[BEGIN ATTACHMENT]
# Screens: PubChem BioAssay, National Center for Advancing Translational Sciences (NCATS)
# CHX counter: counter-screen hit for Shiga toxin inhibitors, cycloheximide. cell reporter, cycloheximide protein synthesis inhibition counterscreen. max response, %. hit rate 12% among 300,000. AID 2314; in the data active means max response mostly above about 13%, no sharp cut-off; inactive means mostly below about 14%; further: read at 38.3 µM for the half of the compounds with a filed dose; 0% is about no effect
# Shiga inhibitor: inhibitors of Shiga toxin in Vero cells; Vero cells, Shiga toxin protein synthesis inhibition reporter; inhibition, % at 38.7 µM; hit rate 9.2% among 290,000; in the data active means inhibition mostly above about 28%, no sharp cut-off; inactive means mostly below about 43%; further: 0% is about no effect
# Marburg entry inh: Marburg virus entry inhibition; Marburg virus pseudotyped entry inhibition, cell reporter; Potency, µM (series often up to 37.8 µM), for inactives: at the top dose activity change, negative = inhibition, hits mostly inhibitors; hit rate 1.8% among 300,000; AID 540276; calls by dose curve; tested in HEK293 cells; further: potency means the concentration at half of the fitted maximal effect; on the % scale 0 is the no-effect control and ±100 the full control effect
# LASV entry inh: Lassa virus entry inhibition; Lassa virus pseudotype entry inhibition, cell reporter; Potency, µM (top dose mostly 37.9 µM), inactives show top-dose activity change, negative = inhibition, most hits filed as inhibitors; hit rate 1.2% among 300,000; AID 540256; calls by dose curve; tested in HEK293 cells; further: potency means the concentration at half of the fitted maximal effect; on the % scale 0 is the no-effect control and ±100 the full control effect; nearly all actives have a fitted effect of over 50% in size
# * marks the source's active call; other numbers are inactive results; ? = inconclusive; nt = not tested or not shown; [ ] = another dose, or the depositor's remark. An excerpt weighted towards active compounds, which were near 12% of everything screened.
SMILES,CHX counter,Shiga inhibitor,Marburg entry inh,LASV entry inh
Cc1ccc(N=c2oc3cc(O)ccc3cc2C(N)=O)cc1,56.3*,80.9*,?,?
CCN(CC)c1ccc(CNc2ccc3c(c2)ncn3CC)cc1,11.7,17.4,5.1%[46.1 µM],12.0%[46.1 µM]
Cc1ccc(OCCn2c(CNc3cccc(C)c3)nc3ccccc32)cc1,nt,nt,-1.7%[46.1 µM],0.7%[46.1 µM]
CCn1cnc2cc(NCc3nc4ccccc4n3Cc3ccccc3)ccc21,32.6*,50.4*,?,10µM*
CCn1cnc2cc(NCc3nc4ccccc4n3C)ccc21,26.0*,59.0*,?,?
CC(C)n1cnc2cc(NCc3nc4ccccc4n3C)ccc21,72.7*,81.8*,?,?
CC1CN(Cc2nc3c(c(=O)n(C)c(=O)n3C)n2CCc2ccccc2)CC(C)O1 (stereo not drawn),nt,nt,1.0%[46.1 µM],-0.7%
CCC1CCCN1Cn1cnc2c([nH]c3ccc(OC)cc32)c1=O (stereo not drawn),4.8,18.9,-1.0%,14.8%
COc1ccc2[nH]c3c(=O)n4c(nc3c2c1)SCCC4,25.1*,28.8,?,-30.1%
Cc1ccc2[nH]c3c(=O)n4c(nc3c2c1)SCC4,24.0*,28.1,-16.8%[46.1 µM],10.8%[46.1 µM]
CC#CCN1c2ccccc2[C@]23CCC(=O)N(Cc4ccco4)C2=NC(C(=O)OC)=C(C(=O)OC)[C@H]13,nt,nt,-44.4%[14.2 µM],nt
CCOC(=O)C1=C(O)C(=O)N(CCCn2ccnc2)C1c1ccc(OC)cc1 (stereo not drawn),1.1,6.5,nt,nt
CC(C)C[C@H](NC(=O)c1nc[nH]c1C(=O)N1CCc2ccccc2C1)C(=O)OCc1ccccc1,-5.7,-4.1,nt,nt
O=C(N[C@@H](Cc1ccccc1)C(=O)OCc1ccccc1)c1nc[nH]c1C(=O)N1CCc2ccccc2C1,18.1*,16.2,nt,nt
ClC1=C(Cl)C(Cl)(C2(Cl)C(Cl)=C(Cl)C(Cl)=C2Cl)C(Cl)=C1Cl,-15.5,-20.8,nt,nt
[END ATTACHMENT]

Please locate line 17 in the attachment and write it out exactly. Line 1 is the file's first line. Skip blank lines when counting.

Cc1ccc2[nH]c3c(=O)n4c(nc3c2c1)SCC4,24.0*,28.1,-16.8%[46.1 µM],10.8%[46.1 µM]